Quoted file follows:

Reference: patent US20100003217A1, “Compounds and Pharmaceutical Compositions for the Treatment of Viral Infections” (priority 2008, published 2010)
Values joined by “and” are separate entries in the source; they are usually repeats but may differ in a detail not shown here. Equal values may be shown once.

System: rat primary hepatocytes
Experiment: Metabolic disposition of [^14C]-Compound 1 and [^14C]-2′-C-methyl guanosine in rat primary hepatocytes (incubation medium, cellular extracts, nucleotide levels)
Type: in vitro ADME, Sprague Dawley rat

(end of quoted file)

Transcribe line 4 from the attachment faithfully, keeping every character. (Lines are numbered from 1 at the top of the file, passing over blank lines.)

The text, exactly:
Experiment: Metabolic disposition of [^14C]-Compound 1 and [^14C]-2′-C-methyl guanosine in rat primary hepatocytes (incubation medium, cellular extracts, nucleotide levels)